In the middle of an armed bank robbery, a customer trips while trying to get to safety. The customer breaks their neck in the fall and dies. The robber could face a felony murder charge in addition to robbery charges.
The owner of an abandoned house intentionally lights the property on fire in order to collect insurance. The owner is unaware a squatter is in the house, and the squatter dies in the blaze. The owner could be liable for felony murder even though they were unaware of a person inside.
Penalties for Felony Murder:
  • Felony conviction
  • Fine up to $100,000
  • 5 years to 40 years imprisonment

Manslaughter

Manslaughter is a legal term applied to killings that may be willing and deliberate but lack the element of malice. Examples of manslaughter include the killing of another during a mutual physical altercation, or a killing committed in the heat of passion after the offender was legitimately provoked. Manslaughter can be broken down into two parts: voluntary and involuntary.
Voluntary manslaughter, aka “Heat of passion” Involuntary manslaughter
Definition Definition
Non-premeditated killing of one person by another without malice. For instance, killing someone in mutual combat or after being provoked. Unintentional killing of another person during an unlawful act. For instance, driving drunk and hitting another driver.
Penalties Penalties
  • Class 5 Felony
  • 1 to 10 year prison sentence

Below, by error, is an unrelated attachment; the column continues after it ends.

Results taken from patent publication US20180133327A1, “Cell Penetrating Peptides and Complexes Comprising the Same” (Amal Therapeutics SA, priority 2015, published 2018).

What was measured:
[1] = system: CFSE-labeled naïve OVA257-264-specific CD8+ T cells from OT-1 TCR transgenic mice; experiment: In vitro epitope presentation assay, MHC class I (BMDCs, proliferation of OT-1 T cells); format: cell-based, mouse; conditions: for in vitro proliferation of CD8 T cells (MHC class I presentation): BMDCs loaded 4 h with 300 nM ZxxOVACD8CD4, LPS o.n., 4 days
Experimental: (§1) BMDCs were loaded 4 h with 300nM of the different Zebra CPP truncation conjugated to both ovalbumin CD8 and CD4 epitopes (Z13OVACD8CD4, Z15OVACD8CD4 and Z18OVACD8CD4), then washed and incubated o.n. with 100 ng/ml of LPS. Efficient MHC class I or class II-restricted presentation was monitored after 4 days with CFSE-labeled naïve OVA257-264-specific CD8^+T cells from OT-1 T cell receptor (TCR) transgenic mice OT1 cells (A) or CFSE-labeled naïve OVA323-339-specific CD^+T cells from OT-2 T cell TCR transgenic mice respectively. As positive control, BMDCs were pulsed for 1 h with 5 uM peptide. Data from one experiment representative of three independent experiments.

• Up to $2,500 fine
  • Class 5 Felony
  • 1 to 10 year prison sentence
  • Up to $2,500 fine
(If DUI was grossly negligent and showed reckless disregard for human life):
  • Maximum prison sentence of 20 years

Possible defenses to a homicide charge

For the Commonwealth Attorney to successfully convict a person accused of any of the above homicide charges, they must prove beyond a reasonable doubt that the defendant is guilty of each and every element of the crime. During the legal process, the accused has the right to a defense against the charges leveled against them to ensure that innocent persons aren’t charged with crimes they didn’t commit. While the unique facts and circumstances of each case will be unique, the following are several common defenses raised in homicide cases.

1. Self-defense

Persons who use self-defense in their case are asserting that while they did commit the act for which they’re being charged, committing that act was necessary to protect against violence or the threat of violence. Self-defense can be used for a variety of charges but is most often presented as a defense to violent crimes like assault, battery, homicide, wrongful wounding, or domestic violence. A successful presentation of self-defense includes evidence that the defendant felt they had no choice but to defend themself or others, and that the force they used was reasonable compared to the force they were confronted with. For example, shooting someone that is aiming a gun at you may be self-defense, but shooting a person who is unarmed likely isn’t.